Home Programme Components Tanzanian National Voucher Scheme

The Tanzanian National Voucher Scheme


The Tanzanian National Voucher Scheme (TNVS), known to the public in Kiswahili as Hati Punguzo (HP), was developed in 2003 and rolled out in 2004. Funding has been provided by different donors over the years, including the Global Fund to Fight AIDS, TB and Malaria (GFATM), United States Agency for Aid and Development (USAID), and currently the UK Department for International Development (DFID).

TNVS is implemented through a Public-Private Partnership (PPP) of government, development partners, and mosquito net manufacturing companies as well as wholesalers and retailers. The retailers enable the nets to reach the grassroots level in both rural and urban areas.

The main activities of the TNVS are to:

  • Design and implement systems to ensure effective and efficient transfer of vouchers to pregnant women and infants via the Reproductive Child and Health (RCH) clinics.
  • Identify, train and monitor selected retail outlets eligible to receive vouchers.
  • Design and manage the voucher redemption system.
  • Design and implement risk management systems to minimise misuse and fraud.
  • Develop and deliver training and sensitization programme to all relevant RCH staff dealing with the vouchers.
  • Develop and deliver promotion campaigns to all stakeholders at the different levels (council, regional, national).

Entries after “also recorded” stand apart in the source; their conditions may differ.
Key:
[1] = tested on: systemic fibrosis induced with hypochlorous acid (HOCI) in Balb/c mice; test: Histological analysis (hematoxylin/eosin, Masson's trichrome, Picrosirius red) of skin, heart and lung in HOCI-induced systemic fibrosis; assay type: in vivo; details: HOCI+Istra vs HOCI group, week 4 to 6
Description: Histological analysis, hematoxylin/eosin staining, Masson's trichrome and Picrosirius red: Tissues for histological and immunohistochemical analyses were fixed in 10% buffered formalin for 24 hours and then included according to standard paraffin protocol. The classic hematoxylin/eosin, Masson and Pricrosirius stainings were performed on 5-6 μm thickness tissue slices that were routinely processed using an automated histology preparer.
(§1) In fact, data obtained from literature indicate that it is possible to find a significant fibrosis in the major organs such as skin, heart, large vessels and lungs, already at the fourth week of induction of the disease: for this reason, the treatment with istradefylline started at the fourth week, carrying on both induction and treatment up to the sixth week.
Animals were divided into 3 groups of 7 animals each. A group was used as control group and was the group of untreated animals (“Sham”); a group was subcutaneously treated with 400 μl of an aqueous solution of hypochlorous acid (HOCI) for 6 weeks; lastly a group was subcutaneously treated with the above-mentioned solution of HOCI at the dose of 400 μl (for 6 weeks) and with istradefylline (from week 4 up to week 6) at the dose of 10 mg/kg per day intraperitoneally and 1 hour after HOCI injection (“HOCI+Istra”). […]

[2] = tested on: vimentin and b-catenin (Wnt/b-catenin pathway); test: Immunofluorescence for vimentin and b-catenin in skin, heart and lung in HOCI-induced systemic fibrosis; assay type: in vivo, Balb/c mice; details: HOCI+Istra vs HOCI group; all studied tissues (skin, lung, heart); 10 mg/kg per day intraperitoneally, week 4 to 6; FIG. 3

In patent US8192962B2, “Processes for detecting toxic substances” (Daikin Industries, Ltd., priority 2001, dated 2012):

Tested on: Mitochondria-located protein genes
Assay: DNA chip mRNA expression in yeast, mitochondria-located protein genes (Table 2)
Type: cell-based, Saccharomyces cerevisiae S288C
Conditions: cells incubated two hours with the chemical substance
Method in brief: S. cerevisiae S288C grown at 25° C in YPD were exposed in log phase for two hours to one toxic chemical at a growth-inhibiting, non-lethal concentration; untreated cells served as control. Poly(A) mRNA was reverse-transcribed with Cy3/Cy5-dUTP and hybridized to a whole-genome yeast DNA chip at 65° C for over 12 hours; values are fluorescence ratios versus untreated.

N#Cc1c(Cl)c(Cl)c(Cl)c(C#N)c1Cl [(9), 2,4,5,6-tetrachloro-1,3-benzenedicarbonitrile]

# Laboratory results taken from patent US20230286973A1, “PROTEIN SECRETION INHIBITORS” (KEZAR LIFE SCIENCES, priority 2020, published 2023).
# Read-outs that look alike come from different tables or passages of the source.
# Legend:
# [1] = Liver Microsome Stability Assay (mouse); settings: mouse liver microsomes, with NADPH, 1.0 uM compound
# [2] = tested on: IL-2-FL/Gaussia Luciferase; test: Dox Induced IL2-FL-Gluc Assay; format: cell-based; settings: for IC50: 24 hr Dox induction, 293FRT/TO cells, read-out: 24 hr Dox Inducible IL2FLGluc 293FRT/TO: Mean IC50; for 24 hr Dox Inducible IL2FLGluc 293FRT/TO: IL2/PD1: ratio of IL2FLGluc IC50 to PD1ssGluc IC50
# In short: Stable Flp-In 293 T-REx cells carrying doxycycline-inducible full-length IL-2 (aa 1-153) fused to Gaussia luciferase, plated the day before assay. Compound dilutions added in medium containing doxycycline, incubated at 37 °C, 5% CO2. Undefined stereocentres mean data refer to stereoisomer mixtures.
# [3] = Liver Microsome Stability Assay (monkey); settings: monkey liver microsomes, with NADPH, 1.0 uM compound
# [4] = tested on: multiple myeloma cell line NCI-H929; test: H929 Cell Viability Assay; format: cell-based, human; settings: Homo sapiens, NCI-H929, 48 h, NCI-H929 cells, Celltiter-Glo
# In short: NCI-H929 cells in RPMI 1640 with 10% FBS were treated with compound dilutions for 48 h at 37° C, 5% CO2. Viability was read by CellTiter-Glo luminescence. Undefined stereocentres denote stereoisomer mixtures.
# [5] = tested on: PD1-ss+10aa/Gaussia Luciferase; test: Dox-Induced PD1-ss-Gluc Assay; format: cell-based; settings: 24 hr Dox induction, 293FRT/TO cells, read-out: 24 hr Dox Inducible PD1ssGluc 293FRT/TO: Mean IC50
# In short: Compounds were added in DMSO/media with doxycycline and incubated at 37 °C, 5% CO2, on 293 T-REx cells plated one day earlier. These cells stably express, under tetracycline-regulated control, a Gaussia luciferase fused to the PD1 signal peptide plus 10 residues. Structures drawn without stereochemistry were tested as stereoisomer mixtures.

TNVS: 2004 - 2009

The TNVS for pregnant women was launched in 2004 with funding from GFATM and rolled out to all regions of mainland Tanzania. The NGO Mennonite Economic Development Associates (MEDA) was selected by the MoHSW through competitive bidding to be the Logistics Contractor of the programme. World Vision Tanzania and Care International were selected as Training and Communication Contractors; and Ifakara Health Research and Development Centre (IHRDC – now know as the Ifakara Health Institute) in a consortium with the London School of Hygiene and Tropical Medicine were contractor as Monitoring and Evaluation Contractors.

Pregnant women were eligible to obtain a Pregnant Women Voucher (PWV) at their first visit to an antenatal clinic with which they could purchase a choice of polyester nets bundled with an insecticide retreatment kit (IRK) in participating retail outlets at discounted rate. In November 2006 infants were added as a target vulnerable group with the Infant Voucher (IV). Initially the IV was provided to mothers only at the time they brought their infant to a health facility for measles vaccination (at around 9 months of age). Since late 2009, clinics issue infant vouchers as soon as the child attends the clinic for a vaccination, whether at 3, 6 or 9 months. Upon awarding the IV, the clinician makes a mark on the vaccination card indicating that the IV has been received. Each child is eligible to receive only one voucher.

The voucher provided a discount on a commercial price of a net. As retail prices vary through the country, the amount of top-up that a voucher beneficiary had to pay also varied. As retail prices are generally higher in remote rural areas where a larger proportion of poor people live, poor women were paying much higher top-up amounts for a net than their counterparts in urban areas. Originally, both vouchers had a value of Tshs 2,750 which was later raised to TShs 3,250.